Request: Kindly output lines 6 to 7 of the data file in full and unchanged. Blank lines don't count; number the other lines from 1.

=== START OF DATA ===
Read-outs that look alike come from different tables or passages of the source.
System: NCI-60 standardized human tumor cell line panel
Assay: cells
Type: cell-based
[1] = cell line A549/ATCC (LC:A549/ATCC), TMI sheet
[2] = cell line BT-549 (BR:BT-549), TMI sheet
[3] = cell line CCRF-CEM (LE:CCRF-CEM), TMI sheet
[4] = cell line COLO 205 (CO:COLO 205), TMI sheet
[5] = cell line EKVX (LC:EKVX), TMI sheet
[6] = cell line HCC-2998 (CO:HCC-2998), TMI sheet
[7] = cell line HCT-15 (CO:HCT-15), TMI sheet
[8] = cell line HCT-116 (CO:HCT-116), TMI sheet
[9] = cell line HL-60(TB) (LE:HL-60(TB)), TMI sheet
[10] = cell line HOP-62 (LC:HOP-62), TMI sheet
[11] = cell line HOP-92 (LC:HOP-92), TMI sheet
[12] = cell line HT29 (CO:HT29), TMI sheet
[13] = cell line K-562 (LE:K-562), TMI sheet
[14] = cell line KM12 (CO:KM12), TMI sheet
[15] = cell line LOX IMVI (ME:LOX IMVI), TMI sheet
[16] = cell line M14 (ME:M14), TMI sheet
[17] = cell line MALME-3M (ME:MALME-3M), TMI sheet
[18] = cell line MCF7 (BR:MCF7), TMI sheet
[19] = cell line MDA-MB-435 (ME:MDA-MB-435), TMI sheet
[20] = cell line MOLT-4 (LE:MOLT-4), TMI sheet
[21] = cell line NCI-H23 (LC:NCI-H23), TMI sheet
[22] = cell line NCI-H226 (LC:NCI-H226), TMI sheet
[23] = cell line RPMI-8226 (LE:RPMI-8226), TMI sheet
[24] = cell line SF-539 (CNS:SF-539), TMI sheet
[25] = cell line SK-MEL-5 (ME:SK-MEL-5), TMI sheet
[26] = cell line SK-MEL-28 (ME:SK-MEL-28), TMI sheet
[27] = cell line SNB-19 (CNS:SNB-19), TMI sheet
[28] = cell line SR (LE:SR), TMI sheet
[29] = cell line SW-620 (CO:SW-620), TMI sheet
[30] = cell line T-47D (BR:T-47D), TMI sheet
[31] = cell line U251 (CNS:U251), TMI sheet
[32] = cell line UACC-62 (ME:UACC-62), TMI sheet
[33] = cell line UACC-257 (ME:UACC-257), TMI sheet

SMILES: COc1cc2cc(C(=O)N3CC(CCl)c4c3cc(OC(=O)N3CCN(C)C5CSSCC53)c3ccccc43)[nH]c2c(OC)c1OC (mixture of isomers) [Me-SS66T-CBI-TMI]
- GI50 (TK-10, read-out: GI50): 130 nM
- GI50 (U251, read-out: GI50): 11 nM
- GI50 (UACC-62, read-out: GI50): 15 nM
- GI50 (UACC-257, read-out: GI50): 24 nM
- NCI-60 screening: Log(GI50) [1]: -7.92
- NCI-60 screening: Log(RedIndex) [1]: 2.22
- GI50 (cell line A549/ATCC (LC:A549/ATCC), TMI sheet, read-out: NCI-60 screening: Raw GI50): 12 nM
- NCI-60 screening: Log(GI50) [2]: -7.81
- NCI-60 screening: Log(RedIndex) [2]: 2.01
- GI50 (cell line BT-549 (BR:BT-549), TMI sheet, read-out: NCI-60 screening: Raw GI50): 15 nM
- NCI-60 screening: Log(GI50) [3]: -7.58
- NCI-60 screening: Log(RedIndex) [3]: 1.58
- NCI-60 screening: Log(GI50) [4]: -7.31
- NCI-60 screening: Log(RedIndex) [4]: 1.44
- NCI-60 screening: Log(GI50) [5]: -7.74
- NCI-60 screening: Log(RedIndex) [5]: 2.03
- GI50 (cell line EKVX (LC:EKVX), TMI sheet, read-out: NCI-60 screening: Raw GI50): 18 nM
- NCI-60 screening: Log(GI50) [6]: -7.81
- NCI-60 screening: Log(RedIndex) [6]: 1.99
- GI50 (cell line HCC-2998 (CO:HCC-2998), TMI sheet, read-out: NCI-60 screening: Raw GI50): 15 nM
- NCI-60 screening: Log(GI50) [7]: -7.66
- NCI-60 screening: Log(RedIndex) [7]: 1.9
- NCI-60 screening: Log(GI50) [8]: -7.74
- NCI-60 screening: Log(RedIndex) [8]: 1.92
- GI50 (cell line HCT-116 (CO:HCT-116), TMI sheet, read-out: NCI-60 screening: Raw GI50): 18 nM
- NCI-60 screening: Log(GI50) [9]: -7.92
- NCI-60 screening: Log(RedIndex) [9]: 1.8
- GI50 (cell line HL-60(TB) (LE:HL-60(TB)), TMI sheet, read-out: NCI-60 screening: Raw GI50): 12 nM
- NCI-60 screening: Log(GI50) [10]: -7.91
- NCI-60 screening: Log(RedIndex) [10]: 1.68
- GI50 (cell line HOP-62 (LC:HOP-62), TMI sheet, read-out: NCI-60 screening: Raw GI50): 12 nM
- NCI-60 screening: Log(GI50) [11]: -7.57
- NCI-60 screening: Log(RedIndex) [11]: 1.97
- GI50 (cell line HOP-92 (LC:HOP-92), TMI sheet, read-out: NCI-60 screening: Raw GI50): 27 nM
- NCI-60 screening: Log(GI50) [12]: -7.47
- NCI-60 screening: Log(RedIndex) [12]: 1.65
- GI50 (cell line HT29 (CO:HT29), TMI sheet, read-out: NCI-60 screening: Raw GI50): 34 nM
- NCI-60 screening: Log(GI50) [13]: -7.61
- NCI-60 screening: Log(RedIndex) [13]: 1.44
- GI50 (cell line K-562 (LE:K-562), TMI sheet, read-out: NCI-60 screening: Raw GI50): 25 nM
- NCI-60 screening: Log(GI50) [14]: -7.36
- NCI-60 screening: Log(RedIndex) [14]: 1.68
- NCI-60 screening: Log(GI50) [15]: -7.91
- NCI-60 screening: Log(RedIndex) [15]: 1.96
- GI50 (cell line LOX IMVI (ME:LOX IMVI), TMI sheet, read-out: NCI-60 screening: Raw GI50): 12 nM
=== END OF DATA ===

[2] = cell line BT-549 (BR:BT-549), TMI sheet
[3] = cell line CCRF-CEM (LE:CCRF-CEM), TMI sheet